By Cheryl Hall, The Dallas Morning News – November 2, 2011
William “Bill” Ackman, founder and CEO of Pershing Square Capital Management in New York, will reveal investing ideas at the GIBI Investors Symposium in Dallas.
When it comes to fending off an uncertain and formidable world, William “Bill” Ackman reaches for Jim Beam and Oreos — his comfort investments.
“There are certain businesses that over a long period will do well almost regardless of what’s going on in the world,” says the founder and chief executive of Pershing Square Capital Management in New York.
People imbibe in good times and bad. And when it comes to Oreos, off-brands simply won’t do.
Hence Ackman’s investments in Beam Inc., which owns Jim Beam, Courvoisier and Maker’s Mark; and Kraft Foods, Inc., parent of Oreo, Nabisco and Cadbury.
Many Dallas business readers know Ackman’s name because he owns a major chunk of J.C. Penney of Plano, and his hedge fund also owns a large interest in real estate holding company Howard Hughes Corp. of Dallas.
“Fundamentally, I’m an optimist. I believe in America, and I largely invest here,” says Ackman, who will speak in Dallas next Tuesday at the fifth annual GIBI Investors Symposium. “There are some businesses that will make a fortune if the economy’s strong, but they will go broke if the economy’s weak. We look for the very stable, predictable business that can survive the volatility in the world.”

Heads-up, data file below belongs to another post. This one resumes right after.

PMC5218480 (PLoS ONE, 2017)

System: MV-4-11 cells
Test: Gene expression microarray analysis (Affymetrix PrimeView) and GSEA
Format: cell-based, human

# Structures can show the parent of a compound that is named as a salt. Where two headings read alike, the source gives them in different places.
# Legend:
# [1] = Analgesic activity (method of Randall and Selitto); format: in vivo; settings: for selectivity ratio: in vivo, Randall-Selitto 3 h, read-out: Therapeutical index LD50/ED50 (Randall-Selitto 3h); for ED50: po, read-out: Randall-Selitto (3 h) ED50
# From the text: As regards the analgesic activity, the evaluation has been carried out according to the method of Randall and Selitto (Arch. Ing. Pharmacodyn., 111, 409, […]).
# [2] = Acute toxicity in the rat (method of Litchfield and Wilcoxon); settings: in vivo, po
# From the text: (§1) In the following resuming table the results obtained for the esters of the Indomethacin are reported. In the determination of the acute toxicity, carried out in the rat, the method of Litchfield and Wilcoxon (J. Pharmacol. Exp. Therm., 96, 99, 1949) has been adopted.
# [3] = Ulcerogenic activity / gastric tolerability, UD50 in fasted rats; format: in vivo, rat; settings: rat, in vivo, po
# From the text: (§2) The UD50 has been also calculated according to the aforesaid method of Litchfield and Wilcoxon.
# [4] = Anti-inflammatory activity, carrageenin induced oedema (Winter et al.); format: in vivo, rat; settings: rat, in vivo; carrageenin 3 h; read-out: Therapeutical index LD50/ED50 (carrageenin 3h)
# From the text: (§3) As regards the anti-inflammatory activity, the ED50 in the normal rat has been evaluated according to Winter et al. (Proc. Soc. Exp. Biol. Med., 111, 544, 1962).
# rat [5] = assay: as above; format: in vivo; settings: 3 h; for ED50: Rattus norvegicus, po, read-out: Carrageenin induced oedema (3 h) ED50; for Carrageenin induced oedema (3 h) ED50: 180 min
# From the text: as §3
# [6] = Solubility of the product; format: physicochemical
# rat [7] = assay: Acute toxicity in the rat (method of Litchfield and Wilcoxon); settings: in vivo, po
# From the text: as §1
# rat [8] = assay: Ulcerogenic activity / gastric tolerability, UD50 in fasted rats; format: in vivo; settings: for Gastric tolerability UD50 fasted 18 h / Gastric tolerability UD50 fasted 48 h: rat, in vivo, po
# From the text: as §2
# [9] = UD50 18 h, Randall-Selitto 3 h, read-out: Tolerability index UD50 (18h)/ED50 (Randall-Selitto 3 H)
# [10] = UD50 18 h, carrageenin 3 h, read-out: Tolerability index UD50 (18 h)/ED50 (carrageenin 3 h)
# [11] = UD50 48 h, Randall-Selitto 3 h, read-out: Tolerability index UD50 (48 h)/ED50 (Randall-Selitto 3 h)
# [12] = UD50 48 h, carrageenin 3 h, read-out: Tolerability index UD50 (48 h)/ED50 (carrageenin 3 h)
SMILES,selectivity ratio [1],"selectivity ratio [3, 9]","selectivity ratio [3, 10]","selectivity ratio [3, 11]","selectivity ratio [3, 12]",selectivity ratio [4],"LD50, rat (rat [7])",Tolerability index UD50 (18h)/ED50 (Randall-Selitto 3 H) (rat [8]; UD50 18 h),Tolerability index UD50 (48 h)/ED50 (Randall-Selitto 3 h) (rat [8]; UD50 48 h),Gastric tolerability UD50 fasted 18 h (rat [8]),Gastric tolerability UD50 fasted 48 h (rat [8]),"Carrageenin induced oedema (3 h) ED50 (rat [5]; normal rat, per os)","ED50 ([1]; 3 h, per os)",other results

That view now includes North American trains in the form of Canadian Pacific Railway Ltd.
Pershing is its largest shareholder after paying $1 billion for a 12.2 percent stake that was quietly amassed between Sept. 23 and Friday, when Pershing’s SEC disclosure statement became public.
Canadian Pacific Railway’s stock has underperformed that of rivals Canadian National Railway Ltd. and Norfolk Southern Corp., with many fingers pointing to the top brass as the reason.
What prompted his purchase?
“I had a train set when I was a kid,” Ackman deadpans.
Really? “Yeah.” But then he adds, “We’re not ready to talk publicly about it yet.”
He’s waiting until he meets with the railway’s management, who reportedly huddled in an emergency session over the weekend to discuss his move.
The market initially reacted well, with the buy spurring speculation about a takeover, possibly by Warren Buffett, who bought BNSF Railway Co. of Fort Worth in 2009. But then traders backed off, with the stock closing Tuesday below last week’s finish.
Ackman, 45, is considered a dashing agitator of Wall Street, taking on companies that he believes aren’t making the best use of their resources. He uses his clout to reshape them from the inside rather than hold them hostage from the outside.
That’s what has happened at Penney, where Ackman sits on the board, thanks to Pershing’s 18.3 percent stake. So far he’s pretty pleased with the estimated $903 million he’s sunk into the giant retailer. On paper, Ackman has made about $300 million on his year-old investment.
“J.C. Penney, compared to other things we own, has more economic sensitivity, but it’s a company with enormous potential. I’m very excited about our new CEO,” Ackman says, referring to former Apple Inc. head of stores Ron Johnson, who took over Tuesday.
“[Former Penney CEO] Mike Ullman did a number of things that will help the company long term. Opening Sephora inside J.C. Penney was brilliant. It’s modernizing the store and attracting a younger customer. That’s the start. You’re going to see Ron continue that.”